Media Kept Quiet on Journalist's Kidnapping

Times convinced all to put reporter's safety first
By Amelia Atlas,  Newser Staff
Posted Jun 21, 2009 5:22 AM CDT
Media Kept Quiet on Journalist's Kidnapping
NYT reporter David Rohde interviews Afghans in the Helmand region of Afghanistan. Rohde escaped from militant captors after more than seven months in captivity, the newspaper said Saturday.    (AP Photo/The New York Times, Tomas Munita)

Media outlets ranging from major newspapers to blogs agreed to stay quiet on the kidnapping of New York Times reporter David Rohde, who escaped Taliban captors Friday after seven months, out of fear for his safety, reports the Washington Post. Times executive editor Bill Keller decided sit on the story and asked others to do the same—even personally appealing to al-Jazeera—after consultation with government experts.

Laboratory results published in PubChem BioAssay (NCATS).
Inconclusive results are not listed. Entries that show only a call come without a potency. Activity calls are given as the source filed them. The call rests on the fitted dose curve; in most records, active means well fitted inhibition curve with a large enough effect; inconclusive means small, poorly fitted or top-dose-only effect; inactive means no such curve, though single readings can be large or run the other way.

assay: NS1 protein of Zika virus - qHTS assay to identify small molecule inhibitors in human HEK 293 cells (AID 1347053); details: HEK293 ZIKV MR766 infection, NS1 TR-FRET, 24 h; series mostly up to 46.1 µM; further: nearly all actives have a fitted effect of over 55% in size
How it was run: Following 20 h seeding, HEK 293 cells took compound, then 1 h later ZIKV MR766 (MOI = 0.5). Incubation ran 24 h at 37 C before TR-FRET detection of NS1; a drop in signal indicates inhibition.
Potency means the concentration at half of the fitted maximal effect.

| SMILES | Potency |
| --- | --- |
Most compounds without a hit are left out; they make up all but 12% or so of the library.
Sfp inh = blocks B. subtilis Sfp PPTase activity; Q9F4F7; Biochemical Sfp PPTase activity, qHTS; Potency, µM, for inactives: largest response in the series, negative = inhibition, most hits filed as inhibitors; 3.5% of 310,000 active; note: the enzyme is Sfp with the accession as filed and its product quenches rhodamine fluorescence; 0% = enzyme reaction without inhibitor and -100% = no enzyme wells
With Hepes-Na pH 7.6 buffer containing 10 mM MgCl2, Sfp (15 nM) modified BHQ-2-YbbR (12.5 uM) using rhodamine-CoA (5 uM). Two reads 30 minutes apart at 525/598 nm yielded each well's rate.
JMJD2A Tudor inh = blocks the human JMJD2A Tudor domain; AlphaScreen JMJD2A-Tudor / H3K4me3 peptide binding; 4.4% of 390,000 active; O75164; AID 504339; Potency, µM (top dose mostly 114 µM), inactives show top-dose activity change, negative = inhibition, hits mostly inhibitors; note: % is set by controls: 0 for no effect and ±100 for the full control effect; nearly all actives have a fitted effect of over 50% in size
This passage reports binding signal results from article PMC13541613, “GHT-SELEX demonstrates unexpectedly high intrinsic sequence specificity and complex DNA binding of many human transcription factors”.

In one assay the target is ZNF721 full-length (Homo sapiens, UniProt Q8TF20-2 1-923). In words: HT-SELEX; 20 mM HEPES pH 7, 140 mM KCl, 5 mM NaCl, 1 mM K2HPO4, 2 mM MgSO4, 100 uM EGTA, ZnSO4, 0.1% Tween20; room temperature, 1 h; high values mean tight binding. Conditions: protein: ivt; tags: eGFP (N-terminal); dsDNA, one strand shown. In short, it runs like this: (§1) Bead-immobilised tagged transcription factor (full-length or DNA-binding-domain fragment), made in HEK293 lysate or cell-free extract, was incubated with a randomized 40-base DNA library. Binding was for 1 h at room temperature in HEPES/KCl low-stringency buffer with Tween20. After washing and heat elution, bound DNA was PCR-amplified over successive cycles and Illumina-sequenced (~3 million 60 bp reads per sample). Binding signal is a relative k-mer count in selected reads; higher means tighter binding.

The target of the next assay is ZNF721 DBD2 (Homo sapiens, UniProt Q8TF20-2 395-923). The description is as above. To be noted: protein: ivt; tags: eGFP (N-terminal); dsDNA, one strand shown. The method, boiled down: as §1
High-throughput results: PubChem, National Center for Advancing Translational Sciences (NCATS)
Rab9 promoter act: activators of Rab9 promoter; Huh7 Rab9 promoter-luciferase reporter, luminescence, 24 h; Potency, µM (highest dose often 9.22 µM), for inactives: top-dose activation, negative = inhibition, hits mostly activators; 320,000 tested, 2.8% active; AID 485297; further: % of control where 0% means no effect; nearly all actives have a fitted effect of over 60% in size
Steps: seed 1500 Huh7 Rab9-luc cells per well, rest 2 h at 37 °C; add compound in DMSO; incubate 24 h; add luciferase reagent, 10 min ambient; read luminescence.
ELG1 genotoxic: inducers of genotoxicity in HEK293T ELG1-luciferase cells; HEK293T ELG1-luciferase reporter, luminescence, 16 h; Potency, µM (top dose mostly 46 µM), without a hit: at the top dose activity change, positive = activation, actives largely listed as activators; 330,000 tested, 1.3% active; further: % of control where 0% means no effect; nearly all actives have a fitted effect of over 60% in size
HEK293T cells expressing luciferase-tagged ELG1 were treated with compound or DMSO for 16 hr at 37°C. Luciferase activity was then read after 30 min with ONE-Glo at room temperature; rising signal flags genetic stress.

There was "a pretty firm consensus that you really amp up the danger when you go public," said Keller. Still, the collective silence raises questions about whether journalists gave preferential treatment to one of their own. It's "not the most comfortable position to be in," acknowledged an AP editor. "Your instinct is to publish what you know. But we felt there was just too high a risk something would happen to him."
(Read more David Rohde stories.)

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